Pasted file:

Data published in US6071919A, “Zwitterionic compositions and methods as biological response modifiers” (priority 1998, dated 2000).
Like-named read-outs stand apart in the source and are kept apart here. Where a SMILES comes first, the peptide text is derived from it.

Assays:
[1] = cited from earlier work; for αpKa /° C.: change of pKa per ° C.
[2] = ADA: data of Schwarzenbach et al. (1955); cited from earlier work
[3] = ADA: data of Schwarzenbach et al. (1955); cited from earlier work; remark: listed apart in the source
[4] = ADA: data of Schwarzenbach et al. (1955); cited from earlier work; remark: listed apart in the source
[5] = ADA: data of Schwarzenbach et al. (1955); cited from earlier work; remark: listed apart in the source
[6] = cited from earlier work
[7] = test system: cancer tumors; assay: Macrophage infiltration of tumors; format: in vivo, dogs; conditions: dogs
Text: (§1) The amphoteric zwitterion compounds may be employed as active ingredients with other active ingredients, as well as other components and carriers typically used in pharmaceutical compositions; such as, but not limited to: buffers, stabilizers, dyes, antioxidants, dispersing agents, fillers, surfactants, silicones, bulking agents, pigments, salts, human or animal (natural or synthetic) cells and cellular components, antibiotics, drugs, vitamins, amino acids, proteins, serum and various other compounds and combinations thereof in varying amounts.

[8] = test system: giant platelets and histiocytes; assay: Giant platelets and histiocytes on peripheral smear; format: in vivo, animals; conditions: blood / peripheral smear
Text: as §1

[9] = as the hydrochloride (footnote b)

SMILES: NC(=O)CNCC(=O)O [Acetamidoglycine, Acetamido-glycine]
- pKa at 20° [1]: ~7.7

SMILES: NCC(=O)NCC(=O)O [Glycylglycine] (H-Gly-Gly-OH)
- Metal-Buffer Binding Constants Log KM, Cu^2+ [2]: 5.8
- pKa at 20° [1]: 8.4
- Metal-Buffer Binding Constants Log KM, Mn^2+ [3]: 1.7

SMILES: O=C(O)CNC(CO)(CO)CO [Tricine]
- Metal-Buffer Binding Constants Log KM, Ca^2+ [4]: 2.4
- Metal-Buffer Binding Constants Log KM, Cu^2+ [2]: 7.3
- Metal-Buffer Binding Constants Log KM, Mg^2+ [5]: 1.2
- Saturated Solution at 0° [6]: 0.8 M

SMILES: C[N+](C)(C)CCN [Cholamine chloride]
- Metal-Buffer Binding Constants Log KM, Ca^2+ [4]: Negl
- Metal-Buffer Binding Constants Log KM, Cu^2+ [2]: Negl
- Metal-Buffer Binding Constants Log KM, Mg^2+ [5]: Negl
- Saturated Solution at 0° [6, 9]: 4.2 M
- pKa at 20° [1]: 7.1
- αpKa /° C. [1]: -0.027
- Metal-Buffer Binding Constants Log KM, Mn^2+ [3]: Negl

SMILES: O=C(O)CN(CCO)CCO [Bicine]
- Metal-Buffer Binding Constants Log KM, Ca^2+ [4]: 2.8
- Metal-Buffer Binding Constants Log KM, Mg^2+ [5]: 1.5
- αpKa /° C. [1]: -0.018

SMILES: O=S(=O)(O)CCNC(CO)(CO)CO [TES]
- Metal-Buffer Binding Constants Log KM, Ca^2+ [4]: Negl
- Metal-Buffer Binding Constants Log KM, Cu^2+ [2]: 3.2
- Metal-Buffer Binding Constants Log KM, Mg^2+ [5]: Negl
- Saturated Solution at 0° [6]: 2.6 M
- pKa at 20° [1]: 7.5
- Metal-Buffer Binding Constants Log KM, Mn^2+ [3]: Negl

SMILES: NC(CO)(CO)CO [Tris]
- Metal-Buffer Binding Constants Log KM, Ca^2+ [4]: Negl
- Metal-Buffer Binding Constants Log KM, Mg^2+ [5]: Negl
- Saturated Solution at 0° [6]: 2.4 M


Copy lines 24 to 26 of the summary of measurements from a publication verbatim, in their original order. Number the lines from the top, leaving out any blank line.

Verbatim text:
- Metal-Buffer Binding Constants Log KM, Mg^2+ [5]: 1.2
- Saturated Solution at 0° [6]: 0.8 M

SMILES: C[N+](C)(C)CCN [Cholamine chloride]